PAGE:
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Real Talk About Drunkorexia

If you know the FBG crew at all, you know we like wine. Mostly in moderation, of course, although we have been known to polish off more than a glass on special occasions. I really don’t sweat it, at least in terms of calories or anything — it tends to even out as long as I continue practicing intuitive eating.
But for a lot of young women, that’s not the case. In order to keep a handle on their calories but still enjoy a social life, they drastically cut calories (and nutrition) during the day — even skipping meals — or exercising excessively in order to “save” those calories for booze that night.
Guys, this is a bad idea. Bad enough to have its own term from the Eating Recovery Center (ERC), which is a national health care system for the treatment of eating disorders: Drunkorexia. It’s an eating disorder, make no mistake.
beer - drunkorexia
And based on the discussions we’ve had around FBG HQ, I’m betting you’ve seen this practice. According to ERC, it’s particularly prevalent among college-age women and young professionals, but I’ve seen it among women (and some men) who are considerably older (and younger) than that. If this is something you’ve found yourself doing, I encourage you to talk to a professional. If you’ve seen this behavior in a friend, we have tips on how to handle that, too.
Now, let’s say you aren’t cutting out meals, but you are on a weight-loss journey and really want to celebrate this weekend with your friends and a few drinks. What should you do? We’ve got a few tips:

  • Choose nutritious foods, and don’t be shy about snacking. Keeping delicious fresh veggies and fruits (especially low-calorie options like berries) on hand makes it easy to nosh between sips, and, in my experience, makes you far less likely to say things like, “Yes, I’d love to split a large cheese pizza with one other person!” after that third glass of wine.
  • Mind your portions. It’s easy to go overboard with the booze when you’ve got a great big wine glass and your friend just keeps topping you off. Consider drinking from a small glass, for starters, and maybe even just pouring half glasses each time you refill. If you’re drinking beer, especially a high-alcohol craft beer, see if someone with similar taste wants to split each beer with you, then sip slowly and enjoy every drop!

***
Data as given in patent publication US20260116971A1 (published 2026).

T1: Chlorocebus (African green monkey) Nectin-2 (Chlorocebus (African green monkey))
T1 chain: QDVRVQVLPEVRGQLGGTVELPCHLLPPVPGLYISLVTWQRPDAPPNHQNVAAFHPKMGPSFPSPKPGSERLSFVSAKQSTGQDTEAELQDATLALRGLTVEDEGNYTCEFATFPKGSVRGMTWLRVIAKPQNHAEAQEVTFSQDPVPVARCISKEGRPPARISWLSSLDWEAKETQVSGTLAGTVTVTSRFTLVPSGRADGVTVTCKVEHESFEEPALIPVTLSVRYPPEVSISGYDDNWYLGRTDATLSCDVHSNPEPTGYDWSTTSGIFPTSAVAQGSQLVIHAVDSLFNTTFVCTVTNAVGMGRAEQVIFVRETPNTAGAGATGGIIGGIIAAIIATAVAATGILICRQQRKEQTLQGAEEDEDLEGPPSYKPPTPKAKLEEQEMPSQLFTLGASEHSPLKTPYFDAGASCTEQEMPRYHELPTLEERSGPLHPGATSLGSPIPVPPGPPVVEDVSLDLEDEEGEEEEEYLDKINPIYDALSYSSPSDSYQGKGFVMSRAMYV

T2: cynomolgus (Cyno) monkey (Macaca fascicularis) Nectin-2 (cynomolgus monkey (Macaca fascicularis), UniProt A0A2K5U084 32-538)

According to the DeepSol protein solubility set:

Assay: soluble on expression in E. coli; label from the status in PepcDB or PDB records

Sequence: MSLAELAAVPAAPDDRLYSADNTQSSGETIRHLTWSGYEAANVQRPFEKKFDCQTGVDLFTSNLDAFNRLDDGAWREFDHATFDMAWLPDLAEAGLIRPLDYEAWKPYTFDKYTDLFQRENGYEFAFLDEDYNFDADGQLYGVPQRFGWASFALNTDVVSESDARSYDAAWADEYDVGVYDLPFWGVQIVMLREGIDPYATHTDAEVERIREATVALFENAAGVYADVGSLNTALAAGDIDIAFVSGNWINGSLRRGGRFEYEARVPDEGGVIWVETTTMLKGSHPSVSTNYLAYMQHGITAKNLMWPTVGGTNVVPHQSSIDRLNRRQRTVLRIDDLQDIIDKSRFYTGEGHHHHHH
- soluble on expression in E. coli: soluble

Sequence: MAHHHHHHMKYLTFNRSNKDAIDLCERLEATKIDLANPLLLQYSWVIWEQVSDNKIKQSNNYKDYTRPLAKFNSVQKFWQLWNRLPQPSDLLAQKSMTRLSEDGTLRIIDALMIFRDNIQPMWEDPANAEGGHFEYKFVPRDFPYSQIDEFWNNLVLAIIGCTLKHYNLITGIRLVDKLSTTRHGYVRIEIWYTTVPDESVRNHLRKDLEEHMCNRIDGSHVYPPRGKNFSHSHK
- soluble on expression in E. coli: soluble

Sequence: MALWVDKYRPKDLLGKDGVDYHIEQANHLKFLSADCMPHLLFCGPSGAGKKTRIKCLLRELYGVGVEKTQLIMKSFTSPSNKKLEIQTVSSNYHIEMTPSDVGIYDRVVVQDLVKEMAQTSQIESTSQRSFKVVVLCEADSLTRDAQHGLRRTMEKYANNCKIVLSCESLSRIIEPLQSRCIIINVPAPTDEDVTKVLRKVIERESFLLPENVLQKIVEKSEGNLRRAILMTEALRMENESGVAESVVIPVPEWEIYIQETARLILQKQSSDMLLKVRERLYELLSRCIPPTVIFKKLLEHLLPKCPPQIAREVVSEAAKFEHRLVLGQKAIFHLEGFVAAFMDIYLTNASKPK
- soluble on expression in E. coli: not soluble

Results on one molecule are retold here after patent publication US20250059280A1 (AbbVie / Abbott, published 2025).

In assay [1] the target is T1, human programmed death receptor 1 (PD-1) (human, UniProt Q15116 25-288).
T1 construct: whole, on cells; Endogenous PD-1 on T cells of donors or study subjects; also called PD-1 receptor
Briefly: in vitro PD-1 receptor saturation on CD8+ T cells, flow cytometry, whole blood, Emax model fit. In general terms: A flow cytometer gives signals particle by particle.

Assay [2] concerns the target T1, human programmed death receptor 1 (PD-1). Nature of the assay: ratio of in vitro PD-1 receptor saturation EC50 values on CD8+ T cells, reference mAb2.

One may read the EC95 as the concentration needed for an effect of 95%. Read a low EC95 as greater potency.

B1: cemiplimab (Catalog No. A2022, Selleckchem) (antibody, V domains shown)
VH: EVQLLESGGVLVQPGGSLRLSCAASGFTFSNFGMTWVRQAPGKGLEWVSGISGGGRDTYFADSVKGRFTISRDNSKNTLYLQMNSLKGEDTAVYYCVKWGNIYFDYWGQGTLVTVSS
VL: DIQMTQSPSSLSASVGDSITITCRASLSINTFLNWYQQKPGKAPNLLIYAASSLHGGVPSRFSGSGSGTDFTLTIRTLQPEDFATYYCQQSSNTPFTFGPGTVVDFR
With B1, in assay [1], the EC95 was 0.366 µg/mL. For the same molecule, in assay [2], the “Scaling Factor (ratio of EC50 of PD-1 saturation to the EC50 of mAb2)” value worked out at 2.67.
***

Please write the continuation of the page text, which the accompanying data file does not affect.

• Stay hydrated. Alternate your boozy beverages with a glass of water (or maybe make that sparky water!) — you won’t just cut down on the calories you’re consuming, but I bet you’ll feel better in the morning, too.
  • Eat mindfully before and after your big night. Some of the trouble comes from the idea that some people look at nutrition and calorie intake as a daily budget of sorts, but look at the big picture. Rather than being really restrictive on one day, what about being more mindful about what you’re chowing down on for several days (or — gasp — just in general)? It doesn’t mean you need to ix-nay the essert-day all week or anything, but focusing on whole, unprocessed foods for a few days is sure to do your body all kinds of good, both in ways you’ll see and ways you’ll feel!

Is drunkorexia a new term to you? I’d never heard of it before, but it’s a more familiar concept than I’d like it to be. I hope that putting a name to it will help more people realize that it’s unhealthy! —Kristen

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